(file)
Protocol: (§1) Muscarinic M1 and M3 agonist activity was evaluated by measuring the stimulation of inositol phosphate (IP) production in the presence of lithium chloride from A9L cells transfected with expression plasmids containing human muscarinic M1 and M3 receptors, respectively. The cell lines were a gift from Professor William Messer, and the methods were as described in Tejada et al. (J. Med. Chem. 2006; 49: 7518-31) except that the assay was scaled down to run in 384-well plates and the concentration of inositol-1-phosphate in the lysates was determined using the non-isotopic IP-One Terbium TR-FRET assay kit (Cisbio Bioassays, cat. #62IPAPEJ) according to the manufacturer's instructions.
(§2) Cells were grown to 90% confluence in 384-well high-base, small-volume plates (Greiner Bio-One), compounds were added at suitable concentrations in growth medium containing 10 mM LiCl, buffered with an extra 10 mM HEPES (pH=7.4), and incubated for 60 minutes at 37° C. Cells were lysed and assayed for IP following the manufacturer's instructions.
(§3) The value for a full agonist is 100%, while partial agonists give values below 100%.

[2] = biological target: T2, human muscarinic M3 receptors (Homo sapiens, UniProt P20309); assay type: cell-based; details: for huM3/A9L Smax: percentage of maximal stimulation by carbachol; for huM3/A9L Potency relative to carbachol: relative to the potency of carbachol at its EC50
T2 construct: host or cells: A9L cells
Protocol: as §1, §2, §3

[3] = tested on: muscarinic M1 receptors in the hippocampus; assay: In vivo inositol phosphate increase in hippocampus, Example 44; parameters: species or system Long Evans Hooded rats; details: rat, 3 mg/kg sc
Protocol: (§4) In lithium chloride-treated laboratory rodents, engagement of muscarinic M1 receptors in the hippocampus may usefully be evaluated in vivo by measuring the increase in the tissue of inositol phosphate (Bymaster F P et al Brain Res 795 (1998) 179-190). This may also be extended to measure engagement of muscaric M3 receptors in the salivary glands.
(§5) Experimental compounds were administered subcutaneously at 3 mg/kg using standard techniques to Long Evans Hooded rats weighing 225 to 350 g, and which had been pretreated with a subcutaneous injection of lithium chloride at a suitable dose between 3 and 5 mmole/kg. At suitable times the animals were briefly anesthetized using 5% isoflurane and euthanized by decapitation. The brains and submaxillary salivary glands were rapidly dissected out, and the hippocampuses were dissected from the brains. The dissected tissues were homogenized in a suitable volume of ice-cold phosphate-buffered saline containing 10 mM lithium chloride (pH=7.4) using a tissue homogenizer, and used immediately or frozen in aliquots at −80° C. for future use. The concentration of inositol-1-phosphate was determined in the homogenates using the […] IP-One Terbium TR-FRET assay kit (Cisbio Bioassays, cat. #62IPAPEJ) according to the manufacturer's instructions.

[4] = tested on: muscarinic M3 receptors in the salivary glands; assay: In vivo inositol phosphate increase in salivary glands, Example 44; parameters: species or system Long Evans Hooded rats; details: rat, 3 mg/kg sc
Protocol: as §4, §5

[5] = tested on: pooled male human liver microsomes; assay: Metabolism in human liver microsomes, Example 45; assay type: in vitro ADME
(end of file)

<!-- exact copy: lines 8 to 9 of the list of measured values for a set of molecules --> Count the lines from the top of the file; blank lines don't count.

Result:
Protocol: (§4) In lithium chloride-treated laboratory rodents, engagement of muscarinic M1 receptors in the hippocampus may usefully be evaluated in vivo by measuring the increase in the tissue of inositol phosphate (Bymaster F P et al Brain Res 795 (1998) 179-190). This may also be extended to measure engagement of muscaric M3 receptors in the salivary glands.
(§5) Experimental compounds were administered subcutaneously at 3 mg/kg using standard techniques to Long Evans Hooded rats weighing 225 to 350 g, and which had been pretreated with a subcutaneous injection of lithium chloride at a suitable dose between 3 and 5 mmole/kg. At suitable times the animals were briefly anesthetized using 5% isoflurane and euthanized by decapitation. The brains and submaxillary salivary glands were rapidly dissected out, and the hippocampuses were dissected from the brains. The dissected tissues were homogenized in a suitable volume of ice-cold phosphate-buffered saline containing 10 mM lithium chloride (pH=7.4) using a tissue homogenizer, and used immediately or frozen in aliquots at −80° C. for future use. The concentration of inositol-1-phosphate was determined in the homogenates using the […] IP-One Terbium TR-FRET assay kit (Cisbio Bioassays, cat. #62IPAPEJ) according to the manufacturer's instructions.